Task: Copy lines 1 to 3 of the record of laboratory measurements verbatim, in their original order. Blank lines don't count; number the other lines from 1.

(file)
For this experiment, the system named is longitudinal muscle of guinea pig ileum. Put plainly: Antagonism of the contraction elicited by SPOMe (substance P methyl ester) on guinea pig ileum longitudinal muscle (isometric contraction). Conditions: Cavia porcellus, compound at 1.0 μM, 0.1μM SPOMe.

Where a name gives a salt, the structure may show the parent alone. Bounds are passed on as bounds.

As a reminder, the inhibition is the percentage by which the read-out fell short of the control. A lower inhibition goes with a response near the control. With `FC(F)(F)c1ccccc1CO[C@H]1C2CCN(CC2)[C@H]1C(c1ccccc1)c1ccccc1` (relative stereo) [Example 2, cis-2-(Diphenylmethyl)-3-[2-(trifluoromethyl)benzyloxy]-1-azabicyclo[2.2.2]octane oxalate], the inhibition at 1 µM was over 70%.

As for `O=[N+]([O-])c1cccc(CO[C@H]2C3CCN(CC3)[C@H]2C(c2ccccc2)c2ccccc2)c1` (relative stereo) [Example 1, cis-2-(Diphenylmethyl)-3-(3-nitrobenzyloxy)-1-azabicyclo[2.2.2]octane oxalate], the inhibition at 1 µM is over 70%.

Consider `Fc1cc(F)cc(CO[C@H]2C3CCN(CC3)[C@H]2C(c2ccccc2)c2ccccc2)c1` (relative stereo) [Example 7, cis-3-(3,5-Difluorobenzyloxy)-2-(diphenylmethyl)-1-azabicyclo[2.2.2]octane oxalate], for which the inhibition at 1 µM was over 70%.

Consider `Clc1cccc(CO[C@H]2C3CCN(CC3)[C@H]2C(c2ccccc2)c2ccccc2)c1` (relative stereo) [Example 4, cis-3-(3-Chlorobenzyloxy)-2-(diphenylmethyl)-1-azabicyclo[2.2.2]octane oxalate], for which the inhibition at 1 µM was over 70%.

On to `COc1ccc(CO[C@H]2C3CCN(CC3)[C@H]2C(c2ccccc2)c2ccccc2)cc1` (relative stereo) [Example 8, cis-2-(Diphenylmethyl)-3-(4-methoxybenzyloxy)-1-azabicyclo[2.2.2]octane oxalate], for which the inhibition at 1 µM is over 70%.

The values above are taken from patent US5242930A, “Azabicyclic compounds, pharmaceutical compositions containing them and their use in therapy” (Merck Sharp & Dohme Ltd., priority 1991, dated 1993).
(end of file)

For this experiment, the system named is longitudinal muscle of guinea pig ileum. Put plainly: Antagonism of the contraction elicited by SPOMe (substance P methyl ester) on guinea pig ileum longitudinal muscle (isometric contraction). Conditions: Cavia porcellus, compound at 1.0 μM, 0.1μM SPOMe.

Where a name gives a salt, the structure may show the parent alone. Bounds are passed on as bounds.

As a reminder, the inhibition is the percentage by which the read-out fell short of the control. A lower inhibition goes with a response near the control. With `FC(F)(F)c1ccccc1CO[C@H]1C2CCN(CC2)[C@H]1C(c1ccccc1)c1ccccc1` (relative stereo) [Example 2, cis-2-(Diphenylmethyl)-3-[2-(trifluoromethyl)benzyloxy]-1-azabicyclo[2.2.2]octane oxalate], the inhibition at 1 µM was over 70%.